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You’re not writing a great tragic novel. You’re designing places for people to live

The original article found here:

Architecture is not the place to work through our collective guilt. Leave that to the poets and artists, says Leon Krier

Let’s imagine that Antoni Gaudi had not just designed the Casa Mila but the entire urban block of which the building forms a corner. If that doesn’t do it, assume that he designed every single block of Barcelona central and suburban, including all churches, schools, villas, factories, railway stations, airports, bridges and parks and, keeping the momentum, every single town and village of Catalonia, of Spain, of continental Europe, of the entire world, including the furnishings, tools and vehicles therein, private and public.

If you don’t shudder at the thought, replace the Catalan “master” by any of the recognised “modern masters”, Frank Lloyd Wright, Le Corbusier, Gropius, the current star architects and weigh the consequences.

Change of scene.

Viewed from a certain distance and under good light, an ugly, dysfunctional city may appear like a promised land. I had this experience overflying at high altitude Novosibirsk, the desolate capital of Siberia, the sun rising over a frozen urban abstraction, a Soviet version of the Charter of Athens.

It is common knowledge that the atomic mushroom, rising over Hiroshima, was a revelation of immense beauty for American bomber pilots. It follows that, by holding the appropriate distance, a cruel spectacle can be appreciated, independently of its moral implications. Observing pointedly portrayed human suffering in plays and films we experience aesthetic pleasure. In literature, distance and detachment allow us to appreciate tragedy.

In architecture no valid aesthetic experience can exist without proximity, without the closeness to masses and details, without our experiencing the constructed artefact from without and from within. The intimacy of the inhabitant with his home, of the citizen with the city has to exclude all dominance of the tragic and the catastrophic from architecture and urban design. While this may appear self-evident, there is today a tendency in design that confuses literature and architecture. By means of unbalanced and disruptive plastic violence, arbitrarily reducing innovation to form rupture, this trend professes to express the tragedy of our times through architecture.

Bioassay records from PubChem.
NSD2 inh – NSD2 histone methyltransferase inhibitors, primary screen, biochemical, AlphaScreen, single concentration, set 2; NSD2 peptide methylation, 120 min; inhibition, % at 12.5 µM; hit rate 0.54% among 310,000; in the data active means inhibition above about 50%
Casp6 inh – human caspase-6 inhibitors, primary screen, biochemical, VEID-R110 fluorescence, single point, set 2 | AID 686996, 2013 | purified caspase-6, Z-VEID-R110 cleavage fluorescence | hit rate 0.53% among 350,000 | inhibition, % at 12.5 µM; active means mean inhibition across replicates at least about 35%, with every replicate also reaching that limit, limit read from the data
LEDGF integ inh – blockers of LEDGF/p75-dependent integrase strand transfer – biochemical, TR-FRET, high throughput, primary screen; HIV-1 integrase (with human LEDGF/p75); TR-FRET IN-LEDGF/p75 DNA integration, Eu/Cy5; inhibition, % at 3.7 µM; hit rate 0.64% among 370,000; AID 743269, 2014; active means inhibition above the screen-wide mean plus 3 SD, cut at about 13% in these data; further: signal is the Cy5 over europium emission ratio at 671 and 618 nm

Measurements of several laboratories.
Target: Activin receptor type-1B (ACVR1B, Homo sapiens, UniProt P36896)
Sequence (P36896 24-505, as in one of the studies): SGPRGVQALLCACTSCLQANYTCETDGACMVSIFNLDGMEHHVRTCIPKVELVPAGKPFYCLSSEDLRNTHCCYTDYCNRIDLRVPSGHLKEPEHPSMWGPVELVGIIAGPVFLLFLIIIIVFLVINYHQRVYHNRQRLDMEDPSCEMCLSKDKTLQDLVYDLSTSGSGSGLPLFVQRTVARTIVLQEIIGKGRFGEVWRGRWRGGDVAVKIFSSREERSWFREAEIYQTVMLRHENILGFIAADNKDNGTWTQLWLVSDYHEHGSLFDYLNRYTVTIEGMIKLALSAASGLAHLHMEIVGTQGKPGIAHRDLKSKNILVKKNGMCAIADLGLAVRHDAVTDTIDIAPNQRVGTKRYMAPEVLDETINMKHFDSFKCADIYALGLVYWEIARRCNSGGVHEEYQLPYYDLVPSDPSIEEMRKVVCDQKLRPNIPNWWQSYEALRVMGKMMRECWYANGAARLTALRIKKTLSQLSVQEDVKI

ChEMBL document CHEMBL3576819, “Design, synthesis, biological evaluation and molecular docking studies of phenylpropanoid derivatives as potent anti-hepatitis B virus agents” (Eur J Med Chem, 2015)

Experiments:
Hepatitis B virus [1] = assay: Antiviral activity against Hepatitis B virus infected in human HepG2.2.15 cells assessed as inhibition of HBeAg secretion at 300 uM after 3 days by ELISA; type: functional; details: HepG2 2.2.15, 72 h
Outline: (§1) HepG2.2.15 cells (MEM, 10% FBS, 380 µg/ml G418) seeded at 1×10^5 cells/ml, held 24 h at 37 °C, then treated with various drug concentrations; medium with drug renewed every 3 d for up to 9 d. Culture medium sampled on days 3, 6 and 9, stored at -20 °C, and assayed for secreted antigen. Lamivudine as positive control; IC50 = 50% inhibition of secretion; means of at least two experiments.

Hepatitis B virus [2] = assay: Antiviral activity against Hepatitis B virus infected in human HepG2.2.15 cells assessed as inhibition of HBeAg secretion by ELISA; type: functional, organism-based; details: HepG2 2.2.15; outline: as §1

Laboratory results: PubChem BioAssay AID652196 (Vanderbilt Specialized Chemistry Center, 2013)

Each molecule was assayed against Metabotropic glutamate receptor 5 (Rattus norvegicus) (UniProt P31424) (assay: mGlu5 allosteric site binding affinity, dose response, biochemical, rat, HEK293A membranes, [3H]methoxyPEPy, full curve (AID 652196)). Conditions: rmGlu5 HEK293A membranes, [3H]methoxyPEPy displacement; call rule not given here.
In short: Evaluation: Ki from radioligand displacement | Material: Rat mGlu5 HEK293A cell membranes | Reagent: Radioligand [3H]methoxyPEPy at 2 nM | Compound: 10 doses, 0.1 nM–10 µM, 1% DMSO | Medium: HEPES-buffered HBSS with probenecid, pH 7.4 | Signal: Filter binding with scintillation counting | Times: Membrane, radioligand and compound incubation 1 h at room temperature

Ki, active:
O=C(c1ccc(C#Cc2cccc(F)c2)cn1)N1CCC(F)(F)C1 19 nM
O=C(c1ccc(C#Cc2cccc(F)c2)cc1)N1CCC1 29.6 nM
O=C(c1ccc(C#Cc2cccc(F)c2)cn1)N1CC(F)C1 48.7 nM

For its champions, the memory of the unprecedented Holocaust crime must impregnate all architectural design and, as a consequence, architecture must be in mourning and revolt. In my opinion, this attitude is understandable but unsustainable for, if the proposition were true, it would not merely concern architecture but would have to deconstruct all artistic and technical cultures, languages, object design, industry, agriculture, education, services etc.

We are dealing with an absurd mind-set that confuses the objective and the subjective, the means and ends of culture, technology and morality, or more simply of memory and remembrance, mixing up conscience and emotion.

It fails consequently to grasp the diverging means of literature and architecture. It confuses the roles of the reader-spectator and the actor-inhabitant. We cannot inhabit tragedy without being overwhelmed by pain, and we cannot be passive witnesses of architecture that aggresses and horrifies us.

Franco Purini, proposing a 1000m long and 500m high slab building for central Rome pontificates that “L’architettura deve far’ male” – “architecture must hurt”. Hurt who and why is the question, especially when the architect lives, works and teaches in a beautiful quarter of the capital.

For architectural design, memory is neither moral precept nor obligation; it is not an archive of deadly testimony; it is on the contrary an instrument of knowledge and know-how; it represents an inexhaustible inventory of practical and aesthetic solutions and techniques that respond to the recurring problems of building structures and places; it is the treasure house of the art of building.